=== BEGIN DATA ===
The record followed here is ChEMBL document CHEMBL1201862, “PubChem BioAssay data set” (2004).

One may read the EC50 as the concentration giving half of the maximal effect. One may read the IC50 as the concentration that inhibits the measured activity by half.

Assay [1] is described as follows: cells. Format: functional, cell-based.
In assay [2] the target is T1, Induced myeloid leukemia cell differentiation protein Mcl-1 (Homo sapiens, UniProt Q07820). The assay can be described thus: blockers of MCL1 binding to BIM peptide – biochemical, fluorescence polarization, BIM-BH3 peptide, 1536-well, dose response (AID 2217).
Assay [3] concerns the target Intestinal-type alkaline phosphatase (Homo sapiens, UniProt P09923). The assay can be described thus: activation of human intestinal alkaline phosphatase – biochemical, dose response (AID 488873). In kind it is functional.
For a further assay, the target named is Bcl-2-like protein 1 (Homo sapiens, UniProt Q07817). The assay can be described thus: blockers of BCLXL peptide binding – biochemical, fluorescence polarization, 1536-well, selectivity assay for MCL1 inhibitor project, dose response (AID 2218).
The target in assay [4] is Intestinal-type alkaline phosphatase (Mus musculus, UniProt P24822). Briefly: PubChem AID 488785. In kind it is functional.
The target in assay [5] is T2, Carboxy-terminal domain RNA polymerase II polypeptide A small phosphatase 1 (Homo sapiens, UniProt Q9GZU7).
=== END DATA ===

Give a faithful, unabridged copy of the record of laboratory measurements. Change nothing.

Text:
The record followed here is ChEMBL document CHEMBL1201862, “PubChem BioAssay data set” (2004).

One may read the EC50 as the concentration giving half of the maximal effect. One may read the IC50 as the concentration that inhibits the measured activity by half.

Assay [1] is described as follows: cells. Format: functional, cell-based.
In assay [2] the target is T1, Induced myeloid leukemia cell differentiation protein Mcl-1 (Homo sapiens, UniProt Q07820). The assay can be described thus: blockers of MCL1 binding to BIM peptide – biochemical, fluorescence polarization, BIM-BH3 peptide, 1536-well, dose response (AID 2217).
Assay [3] concerns the target Intestinal-type alkaline phosphatase (Homo sapiens, UniProt P09923). The assay can be described thus: activation of human intestinal alkaline phosphatase – biochemical, dose response (AID 488873). In kind it is functional.
For a further assay, the target named is Bcl-2-like protein 1 (Homo sapiens, UniProt Q07817). The assay can be described thus: blockers of BCLXL peptide binding – biochemical, fluorescence polarization, 1536-well, selectivity assay for MCL1 inhibitor project, dose response (AID 2218).
The target in assay [4] is Intestinal-type alkaline phosphatase (Mus musculus, UniProt P24822). Briefly: PubChem AID 488785. In kind it is functional.
The target in assay [5] is T2, Carboxy-terminal domain RNA polymerase II polypeptide A small phosphatase 1 (Homo sapiens, UniProt Q9GZU7).